Restore your body's natural balance with these biokinetic exercises.
Have you ever heard of muscle stretching exercises or biokinetics? These active flexibility exercises are becoming more popular. Biokinetic exercises or muscle stretching exercises can restore the body’s natural tension and compensate for imbalances. In addition to the muscles, the fascia which surround the muscles are also primarily targeted during muscle stretching exercises. This results in more suppleness overall. Improvements in flexibility can usually be seen after just a few sessions.
Muscle stretching exercises can combat common ailments such as back and neck pain, improve flexibility and body awareness and restore balance. Top athletes benefit from this type of training as much as someone who spends 8 hours a day in an office.
We’ve put together five flexibility routines for you. Each of these training sessions focusses on a specific muscle and fascial line. You can perform the individual biokinetic exercises as often as you like and combine them together.
Muscle stretching exercises - What you need to know:
What you'll need for the muscle stretching exercises:
People who spend a lot of time sitting in front of their computer or who frequently find themselves hunched over on a daily basis may find an imbalance of tension in the front muscle and fascial line. Our back line then has to compensate for this increase in tension. This results in tightness in the back. Most people are familiar with common neck or back pain. This routine lengthens the fibres along the front of your body. It's ideal after a long day at the office or whenever you feel the need.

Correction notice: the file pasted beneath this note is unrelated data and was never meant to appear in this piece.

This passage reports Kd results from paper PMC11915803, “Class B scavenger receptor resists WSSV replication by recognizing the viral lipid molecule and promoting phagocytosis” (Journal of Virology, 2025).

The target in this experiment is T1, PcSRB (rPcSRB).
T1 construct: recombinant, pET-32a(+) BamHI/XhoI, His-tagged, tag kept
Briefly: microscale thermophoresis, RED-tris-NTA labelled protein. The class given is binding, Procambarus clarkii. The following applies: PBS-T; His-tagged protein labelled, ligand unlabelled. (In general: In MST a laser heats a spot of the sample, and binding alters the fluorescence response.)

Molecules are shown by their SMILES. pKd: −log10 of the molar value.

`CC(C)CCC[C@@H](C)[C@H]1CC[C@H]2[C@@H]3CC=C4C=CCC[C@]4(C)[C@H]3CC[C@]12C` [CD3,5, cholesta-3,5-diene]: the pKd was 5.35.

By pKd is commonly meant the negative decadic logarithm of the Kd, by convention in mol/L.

Unlike the first routine for the front line, we'll be moving on the floor here. This lets you increase the intensity of the exercises. It also places greater focus on other muscle groups. You'll be able to feel which muscles they are. If certain exercises are too intense, swap these for exercises from the first routine.
The back muscle and fascial line extends from the soles of our feet, through the back of our entire body, towards the eyebrows. If you regularly suffer from headaches in the forehead area, they could be linked to this dorsal line. Standard stretching exercises often only focus on a few muscles. This routine lengthens the entire back of your body, from the soles of your feet through to the scalp fascia, and loosens up any agglutination along the way.
The spiral muscle and fascial lines envelope the torso in two opposite circles. They enable rotation and are responsible for stability and balance within our body. Imbalances along this line often manifest themselves as shoulder pain as well as hip and back pain. Our daily lives rarely incorporate movements involving rotation. This routine will help you restore balance along the spiral lines.
The lateral muscle and fascial lines extend from the soles of the feet, through the side of the body up to the skull bone. They stabilise the front and back parts of our body. They often become shorter due to one-sided activities and lack of physical exercise. Respiratory muscles also form part of this line. The muscle stretching exercises in this routine are therefore also suitable for endurance athletes or people with breathing difficulties.